Programs for Indigenous families

The importance of the early years for Indigenous children

In recent years there has been an increase in the number of Aboriginal and Torres Strait Islander children attending mainstream early learning and child care services. This trend is positive and will help to continually develop and deliver culturally appropriate programs within mainstream services, and contribute to a positive start for these children. While not all Aboriginal and Torres Strait Islander children and families are vulnerable, high numbers of Indigenous people are represented in vulnerable groups. Historically, vulnerabilities of Indigenous children have been compounded by difficulty in accessing necessary services. In recognising the importance of early childhood development for all children, including Aboriginal and Torres Strait Islander children, the Australian Government provides funding for the operation of early learning and child care services in locations where the market would not normally be viable, particularly in Indigenous, regional and remote communities.

The Government's investment in early learning and child care will give Aboriginal and Torres Strait Islander children the chance to start learning early and be ready for school. Doing well at school gives a child many more opportunities in life. Government funding also focuses on improving health for Aboriginal and Torres Strait Islander mothers and babies as well as providing support to Aboriginal and Torres Strait Islander parents and families to help their children grow and develop. As part of the Community Child Care Fund within the Jobs for Families Child Care Package, early childhood, maternal and child health and family support services will be integrated with schools in a number of disadvantaged Indigenous communities. The aim of integrated service delivery is to ensure that Indigenous children in identified areas of high need achieve the learning and developmental outcomes necessary for a positive transition to school.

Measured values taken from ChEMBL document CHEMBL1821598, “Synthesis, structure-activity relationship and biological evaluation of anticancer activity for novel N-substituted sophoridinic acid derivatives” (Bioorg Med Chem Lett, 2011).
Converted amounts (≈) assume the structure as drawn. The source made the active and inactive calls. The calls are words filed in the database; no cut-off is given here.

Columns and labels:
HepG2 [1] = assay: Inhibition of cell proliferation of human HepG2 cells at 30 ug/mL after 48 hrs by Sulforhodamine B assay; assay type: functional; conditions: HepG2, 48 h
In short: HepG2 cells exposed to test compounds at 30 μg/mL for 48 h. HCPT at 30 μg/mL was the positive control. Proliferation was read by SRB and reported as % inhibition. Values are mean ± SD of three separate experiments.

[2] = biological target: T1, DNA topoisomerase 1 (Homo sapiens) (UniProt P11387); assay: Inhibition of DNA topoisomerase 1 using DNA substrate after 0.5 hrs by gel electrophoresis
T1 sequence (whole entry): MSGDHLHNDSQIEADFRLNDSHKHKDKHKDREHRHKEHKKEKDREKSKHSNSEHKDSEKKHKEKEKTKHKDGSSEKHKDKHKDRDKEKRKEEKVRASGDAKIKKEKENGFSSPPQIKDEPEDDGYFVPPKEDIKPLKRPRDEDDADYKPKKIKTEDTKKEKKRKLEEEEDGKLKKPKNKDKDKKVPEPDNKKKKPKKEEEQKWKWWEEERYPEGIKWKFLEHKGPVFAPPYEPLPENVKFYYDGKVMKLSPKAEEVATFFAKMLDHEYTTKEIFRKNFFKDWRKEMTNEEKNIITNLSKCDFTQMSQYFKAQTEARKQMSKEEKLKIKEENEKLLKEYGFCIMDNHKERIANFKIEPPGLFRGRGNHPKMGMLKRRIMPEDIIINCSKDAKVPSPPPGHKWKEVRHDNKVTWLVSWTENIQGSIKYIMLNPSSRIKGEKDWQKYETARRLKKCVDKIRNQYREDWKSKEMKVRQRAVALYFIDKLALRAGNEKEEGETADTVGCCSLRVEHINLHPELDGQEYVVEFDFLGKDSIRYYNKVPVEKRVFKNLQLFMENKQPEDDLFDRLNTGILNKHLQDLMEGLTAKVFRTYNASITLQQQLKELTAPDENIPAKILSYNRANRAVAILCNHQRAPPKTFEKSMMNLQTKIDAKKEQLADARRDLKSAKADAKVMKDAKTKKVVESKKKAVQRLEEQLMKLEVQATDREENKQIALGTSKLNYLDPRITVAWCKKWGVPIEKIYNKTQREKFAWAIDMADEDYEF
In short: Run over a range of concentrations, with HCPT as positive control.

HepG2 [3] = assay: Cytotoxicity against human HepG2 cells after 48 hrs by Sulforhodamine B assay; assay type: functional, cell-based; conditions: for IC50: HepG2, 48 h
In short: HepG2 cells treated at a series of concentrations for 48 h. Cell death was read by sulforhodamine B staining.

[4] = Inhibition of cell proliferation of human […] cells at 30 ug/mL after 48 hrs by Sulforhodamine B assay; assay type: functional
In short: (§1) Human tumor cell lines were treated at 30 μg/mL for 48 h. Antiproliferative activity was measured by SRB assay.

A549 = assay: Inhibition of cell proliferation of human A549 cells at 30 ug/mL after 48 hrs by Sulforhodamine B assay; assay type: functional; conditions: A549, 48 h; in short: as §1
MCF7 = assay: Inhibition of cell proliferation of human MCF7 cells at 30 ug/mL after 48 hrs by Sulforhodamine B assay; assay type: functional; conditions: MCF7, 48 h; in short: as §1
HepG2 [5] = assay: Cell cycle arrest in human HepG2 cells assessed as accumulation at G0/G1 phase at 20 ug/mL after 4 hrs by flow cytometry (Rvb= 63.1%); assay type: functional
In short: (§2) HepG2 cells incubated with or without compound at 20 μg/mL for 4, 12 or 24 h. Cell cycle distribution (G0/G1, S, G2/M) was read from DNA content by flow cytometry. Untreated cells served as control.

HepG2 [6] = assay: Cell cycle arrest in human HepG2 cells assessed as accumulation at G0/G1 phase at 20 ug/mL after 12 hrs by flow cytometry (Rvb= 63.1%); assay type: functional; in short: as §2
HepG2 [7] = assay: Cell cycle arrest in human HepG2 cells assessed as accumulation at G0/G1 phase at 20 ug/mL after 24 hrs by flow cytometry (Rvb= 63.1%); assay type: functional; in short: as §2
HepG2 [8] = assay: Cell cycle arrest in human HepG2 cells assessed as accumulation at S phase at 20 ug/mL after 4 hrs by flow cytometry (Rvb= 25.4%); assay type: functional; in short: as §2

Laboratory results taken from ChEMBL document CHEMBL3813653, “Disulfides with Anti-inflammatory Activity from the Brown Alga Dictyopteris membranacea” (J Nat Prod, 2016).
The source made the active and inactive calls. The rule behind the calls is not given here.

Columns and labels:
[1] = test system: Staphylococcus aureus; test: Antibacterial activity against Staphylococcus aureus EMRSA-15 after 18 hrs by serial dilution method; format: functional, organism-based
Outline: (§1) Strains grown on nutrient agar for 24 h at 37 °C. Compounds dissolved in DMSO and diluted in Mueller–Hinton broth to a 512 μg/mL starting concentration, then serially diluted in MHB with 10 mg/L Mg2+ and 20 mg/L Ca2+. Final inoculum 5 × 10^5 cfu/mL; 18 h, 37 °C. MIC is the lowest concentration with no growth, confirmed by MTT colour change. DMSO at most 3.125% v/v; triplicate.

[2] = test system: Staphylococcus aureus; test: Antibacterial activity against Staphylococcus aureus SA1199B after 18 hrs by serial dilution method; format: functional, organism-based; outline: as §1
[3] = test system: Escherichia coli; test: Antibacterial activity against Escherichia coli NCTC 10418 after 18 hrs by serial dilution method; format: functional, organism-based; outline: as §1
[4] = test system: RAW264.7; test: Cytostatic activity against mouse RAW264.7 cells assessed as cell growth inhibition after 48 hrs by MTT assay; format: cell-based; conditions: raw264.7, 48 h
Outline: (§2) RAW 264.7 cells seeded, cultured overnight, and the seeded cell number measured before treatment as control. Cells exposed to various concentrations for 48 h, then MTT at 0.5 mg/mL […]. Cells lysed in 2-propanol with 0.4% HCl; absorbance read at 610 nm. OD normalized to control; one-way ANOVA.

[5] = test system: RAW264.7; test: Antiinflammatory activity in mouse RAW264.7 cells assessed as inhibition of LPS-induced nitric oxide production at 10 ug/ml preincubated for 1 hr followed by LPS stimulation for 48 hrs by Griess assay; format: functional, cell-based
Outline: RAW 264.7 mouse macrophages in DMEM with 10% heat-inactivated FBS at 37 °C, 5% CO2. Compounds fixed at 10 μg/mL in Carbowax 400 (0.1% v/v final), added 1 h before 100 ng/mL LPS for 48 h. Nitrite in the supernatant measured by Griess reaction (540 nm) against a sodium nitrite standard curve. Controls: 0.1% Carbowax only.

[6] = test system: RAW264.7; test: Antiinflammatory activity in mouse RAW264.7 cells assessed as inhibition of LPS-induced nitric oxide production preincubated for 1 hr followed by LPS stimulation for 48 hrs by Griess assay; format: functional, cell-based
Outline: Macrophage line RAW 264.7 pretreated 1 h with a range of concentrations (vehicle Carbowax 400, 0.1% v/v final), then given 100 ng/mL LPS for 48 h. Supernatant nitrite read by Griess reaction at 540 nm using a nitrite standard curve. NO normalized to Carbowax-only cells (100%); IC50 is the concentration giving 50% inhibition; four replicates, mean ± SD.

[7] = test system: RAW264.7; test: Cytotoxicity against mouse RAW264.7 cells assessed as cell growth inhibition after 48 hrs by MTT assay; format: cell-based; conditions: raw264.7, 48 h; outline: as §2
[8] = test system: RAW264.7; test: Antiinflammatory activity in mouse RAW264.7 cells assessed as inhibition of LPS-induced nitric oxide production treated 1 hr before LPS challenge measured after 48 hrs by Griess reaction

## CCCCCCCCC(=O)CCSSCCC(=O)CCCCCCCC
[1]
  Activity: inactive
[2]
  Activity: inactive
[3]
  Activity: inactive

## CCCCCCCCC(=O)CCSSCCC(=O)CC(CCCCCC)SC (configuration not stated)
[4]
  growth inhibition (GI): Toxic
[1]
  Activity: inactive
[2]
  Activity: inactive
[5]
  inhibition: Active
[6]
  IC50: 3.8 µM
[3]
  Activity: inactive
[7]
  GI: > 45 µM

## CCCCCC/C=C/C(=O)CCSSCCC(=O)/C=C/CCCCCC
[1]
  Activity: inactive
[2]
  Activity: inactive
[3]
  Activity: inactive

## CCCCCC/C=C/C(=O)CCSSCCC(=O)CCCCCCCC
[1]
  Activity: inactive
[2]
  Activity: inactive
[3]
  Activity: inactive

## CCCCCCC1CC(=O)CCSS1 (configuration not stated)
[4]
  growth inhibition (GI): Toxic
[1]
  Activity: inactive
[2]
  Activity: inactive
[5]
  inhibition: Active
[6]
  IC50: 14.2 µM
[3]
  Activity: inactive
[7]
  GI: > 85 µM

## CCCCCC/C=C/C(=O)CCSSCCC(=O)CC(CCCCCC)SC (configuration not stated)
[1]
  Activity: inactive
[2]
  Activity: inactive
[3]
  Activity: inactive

Early learning and child care for Indigenous children

The Budget Based Funded (BBF) Program is an element of the Community Support Program, under the broader Child Care Services Support Program. The BBF Program provides a contribution to the operational costs of approximately 300 early education, child care and school age care services in approved locations across Australia. These services are predominantly located in rural, remote and Indigenous communities where the market would otherwise be unviable. Many are the sole providers of child care in their communities.

BBF delivery models include centre-based Crèches, Long Day Care, Outside School Hours Care, Multifunctional Aboriginal Children’s Services,  Mobile service, Playgroups and flexible services (toy libraries, nutrition programs).

The BBF Program was reviewed in 2014. A copy of the BBF Program Review final report can be found at the Budget Based Funded Program page on the Department of Education and Training website. The annual allocation for the BBF Program is capped and the program is closed to applications for the establishment of additional services in new locations.